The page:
Updated September 2020

AS THE INDUSTRY CONTINUES TO MOVE toward the potential end of LIBOR, FHLB Cincinnati needs your help in assessing the magnitude of this exposure with respect to pledged collateral. So beginning in October, we will be asking for your estimate of LIBOR-indexed collateral pledged to the FHLB.

Of primary interest are pledged loans linked to LIBOR that mature after the year 2021. We will also ask about note provisions that allow the rates on these assets to move to an alternative index.

It is okay if you don’t know these details yet, however, in such instances we’d like to hear about your intentions and timeline to determine this exposure. We understand this may be a large undertaking for your company but we believe it is time to begin to have these discussions. Regardless of whether your institution will have quantified exposure levels by the end of September, a response to our LIBOR survey is required by October 31, 2020. A failure to submit a response will affect your ability to borrow from the FHLB after that date.

We will be rolling out an on-line LIBOR exposure reporting option starting October 1 via our Members Only site. If you do not have Members Only access, we would be happy to help you get setup, or the form which you can complete and submit via email is available here. We ask that members provide quarterly updates of LIBOR indexed collateral exposure.

If you have any questions, please feel free to reach out to our Collateral Operations team at the FHLB at CollateralOperations@fhlbcin.com or toll free at (800) 828-4191 (please select option 3 when calling in), or – if you call us direct, please request to speak to someone regarding LIBOR-indexed collateral. To assist with common questions that you may have, please see below.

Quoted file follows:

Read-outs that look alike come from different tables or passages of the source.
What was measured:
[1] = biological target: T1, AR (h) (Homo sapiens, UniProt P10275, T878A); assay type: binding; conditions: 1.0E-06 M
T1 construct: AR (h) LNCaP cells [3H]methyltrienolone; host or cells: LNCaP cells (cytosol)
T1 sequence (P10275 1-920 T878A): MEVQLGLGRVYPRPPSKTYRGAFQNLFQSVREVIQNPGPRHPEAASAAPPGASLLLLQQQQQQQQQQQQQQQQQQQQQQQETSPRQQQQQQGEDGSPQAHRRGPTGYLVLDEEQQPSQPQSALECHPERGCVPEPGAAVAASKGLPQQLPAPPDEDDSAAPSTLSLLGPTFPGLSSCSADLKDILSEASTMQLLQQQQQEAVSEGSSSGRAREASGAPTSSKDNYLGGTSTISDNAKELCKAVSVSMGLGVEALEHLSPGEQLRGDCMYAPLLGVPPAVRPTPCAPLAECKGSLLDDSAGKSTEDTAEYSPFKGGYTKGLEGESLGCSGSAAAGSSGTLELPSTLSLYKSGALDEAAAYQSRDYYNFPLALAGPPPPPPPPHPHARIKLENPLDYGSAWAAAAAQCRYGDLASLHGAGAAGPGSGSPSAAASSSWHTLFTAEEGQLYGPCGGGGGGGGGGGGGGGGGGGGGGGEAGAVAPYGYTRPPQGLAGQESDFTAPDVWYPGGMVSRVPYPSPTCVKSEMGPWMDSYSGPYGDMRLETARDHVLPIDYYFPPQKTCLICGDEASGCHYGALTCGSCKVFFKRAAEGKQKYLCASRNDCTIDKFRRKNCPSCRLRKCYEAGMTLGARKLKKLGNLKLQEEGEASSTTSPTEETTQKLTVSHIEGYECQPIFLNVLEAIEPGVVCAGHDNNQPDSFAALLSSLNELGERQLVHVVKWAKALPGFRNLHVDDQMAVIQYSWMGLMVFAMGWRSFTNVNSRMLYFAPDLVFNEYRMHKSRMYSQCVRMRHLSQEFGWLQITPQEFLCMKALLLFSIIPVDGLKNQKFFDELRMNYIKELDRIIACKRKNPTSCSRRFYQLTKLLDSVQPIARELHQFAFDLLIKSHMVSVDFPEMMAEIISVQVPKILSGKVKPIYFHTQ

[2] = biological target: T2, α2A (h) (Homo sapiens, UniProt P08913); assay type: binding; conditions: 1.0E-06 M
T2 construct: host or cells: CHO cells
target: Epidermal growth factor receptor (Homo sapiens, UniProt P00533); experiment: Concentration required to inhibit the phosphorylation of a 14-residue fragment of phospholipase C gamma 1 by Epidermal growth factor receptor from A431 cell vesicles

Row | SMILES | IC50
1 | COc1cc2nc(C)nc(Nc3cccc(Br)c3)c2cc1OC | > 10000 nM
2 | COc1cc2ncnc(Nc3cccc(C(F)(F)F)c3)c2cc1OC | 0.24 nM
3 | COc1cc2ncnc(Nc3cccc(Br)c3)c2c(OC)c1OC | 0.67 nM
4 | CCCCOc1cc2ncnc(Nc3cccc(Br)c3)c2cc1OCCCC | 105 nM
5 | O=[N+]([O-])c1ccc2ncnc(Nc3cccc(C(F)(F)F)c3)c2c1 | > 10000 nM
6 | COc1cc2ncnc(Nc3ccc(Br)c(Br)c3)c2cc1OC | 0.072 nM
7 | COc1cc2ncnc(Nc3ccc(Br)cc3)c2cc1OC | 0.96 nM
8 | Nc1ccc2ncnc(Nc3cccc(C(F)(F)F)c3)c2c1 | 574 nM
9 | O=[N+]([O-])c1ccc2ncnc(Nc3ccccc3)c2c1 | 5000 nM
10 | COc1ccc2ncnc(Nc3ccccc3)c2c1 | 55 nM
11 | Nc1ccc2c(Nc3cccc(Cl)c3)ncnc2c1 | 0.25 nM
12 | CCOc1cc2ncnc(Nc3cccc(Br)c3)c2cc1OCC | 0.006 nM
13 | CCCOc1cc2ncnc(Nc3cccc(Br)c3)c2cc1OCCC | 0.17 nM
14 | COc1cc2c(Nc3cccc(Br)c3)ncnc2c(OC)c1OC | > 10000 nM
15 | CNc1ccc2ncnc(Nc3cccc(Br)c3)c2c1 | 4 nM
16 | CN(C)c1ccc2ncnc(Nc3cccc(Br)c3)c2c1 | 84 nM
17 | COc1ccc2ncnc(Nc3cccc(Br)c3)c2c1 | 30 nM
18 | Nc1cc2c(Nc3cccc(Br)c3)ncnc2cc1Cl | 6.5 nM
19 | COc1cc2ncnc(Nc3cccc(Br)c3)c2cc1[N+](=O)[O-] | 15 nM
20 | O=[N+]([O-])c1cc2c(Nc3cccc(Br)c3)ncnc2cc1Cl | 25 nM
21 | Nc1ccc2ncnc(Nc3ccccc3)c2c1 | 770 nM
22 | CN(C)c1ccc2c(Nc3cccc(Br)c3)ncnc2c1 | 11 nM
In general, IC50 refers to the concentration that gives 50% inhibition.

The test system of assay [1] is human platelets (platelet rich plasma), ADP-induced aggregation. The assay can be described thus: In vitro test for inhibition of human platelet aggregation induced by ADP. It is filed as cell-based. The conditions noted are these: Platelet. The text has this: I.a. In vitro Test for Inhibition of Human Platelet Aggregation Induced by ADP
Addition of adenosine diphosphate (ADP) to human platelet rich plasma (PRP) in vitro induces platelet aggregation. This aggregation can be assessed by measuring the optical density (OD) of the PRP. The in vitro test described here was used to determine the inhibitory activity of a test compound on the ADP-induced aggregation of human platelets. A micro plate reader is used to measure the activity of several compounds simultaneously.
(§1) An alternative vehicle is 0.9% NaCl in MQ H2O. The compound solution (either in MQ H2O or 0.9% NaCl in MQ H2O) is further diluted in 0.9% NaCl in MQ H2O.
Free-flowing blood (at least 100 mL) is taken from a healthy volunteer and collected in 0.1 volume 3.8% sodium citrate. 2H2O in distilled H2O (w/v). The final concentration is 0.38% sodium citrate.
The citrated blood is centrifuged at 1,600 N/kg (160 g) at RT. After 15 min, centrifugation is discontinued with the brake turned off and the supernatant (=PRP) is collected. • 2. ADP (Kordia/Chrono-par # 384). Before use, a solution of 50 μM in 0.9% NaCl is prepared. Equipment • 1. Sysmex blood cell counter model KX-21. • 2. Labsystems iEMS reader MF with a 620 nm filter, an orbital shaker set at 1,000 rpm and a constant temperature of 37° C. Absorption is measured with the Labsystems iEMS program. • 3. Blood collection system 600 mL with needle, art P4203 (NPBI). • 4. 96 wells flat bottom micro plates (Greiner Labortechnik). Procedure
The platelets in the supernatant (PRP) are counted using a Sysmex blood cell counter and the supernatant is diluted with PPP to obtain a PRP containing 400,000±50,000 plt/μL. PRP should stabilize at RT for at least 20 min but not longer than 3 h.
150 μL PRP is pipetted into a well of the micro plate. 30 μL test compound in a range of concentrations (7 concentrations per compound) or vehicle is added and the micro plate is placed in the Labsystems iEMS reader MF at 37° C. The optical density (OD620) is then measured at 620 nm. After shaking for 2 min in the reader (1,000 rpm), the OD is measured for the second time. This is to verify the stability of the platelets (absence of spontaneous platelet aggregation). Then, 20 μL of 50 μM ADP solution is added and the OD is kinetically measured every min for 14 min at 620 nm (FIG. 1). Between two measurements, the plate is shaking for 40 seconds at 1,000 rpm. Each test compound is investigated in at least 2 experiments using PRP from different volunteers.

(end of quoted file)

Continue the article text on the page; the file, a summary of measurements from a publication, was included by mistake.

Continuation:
Is the FHLB accepting LIBOR-linked collateral as eligible collateral?

The FHLB continues to accept pledges of loan- and securities-collateral indexed to LIBOR. At this time, there is no difference in lendable values for such collateral. Even if you are still originating loans indexed to LIBOR, or purchasing securities indexed to LIBOR – these may still be pledged to the FHLB, with no difference in lendable value from any other “like” loan or security. We do anticipate that the lendable value from LIBOR indexed collateral will be decreased in 2021, likely in the second quarter of the year.

Is the FHLB providing borrowing capacity against LIBOR-indexed collateral, and will the FHLB continue to do so?

Yes we are extending borrowing capacity against this collateral. The FHLB will continue to offer borrowing capacity against all pledged collateral that is indexed to LIBOR (assuming all other features of the pledged collateral are FHLB-eligible) and anticipate that we will continue to do so into the fourth quarter of 2021. However, the availability of capacity in 2022 and beyond is uncertain at this time. The FHLB will provide ample advance notice of any changes in lendable values or loan eligibility.

The potential change to a member’s borrowing capacity relating to the LIBOR-indexed feature may come sometime in the future, once the FHLB has a better understanding of the types of transition language that exists in our members’ pledged collateral, and in the event that the open markets evidence reasonable justification for such a risk adjustment.